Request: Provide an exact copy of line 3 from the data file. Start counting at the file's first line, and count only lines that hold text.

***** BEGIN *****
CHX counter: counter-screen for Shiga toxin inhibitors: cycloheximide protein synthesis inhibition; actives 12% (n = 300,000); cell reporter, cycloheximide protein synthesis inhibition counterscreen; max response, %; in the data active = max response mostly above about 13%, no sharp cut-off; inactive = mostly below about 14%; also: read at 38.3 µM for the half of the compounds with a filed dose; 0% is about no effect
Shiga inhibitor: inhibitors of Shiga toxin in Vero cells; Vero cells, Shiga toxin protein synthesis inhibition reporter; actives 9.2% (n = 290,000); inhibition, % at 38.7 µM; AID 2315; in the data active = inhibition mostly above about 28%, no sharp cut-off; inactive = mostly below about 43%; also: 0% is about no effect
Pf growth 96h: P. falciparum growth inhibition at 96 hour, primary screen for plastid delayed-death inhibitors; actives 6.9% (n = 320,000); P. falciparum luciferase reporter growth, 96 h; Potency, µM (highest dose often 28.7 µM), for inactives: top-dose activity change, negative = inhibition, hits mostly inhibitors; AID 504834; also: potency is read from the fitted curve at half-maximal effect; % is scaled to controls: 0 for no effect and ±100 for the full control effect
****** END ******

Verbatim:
Pf growth 96h: P. falciparum growth inhibition at 96 hour, primary screen for plastid delayed-death inhibitors; actives 6.9% (n = 320,000); P. falciparum luciferase reporter growth, 96 h; Potency, µM (highest dose often 28.7 µM), for inactives: top-dose activity change, negative = inhibition, hits mostly inhibitors; AID 504834; also: potency is read from the fitted curve at half-maximal effect; % is scaled to controls: 0 for no effect and ±100 for the full control effect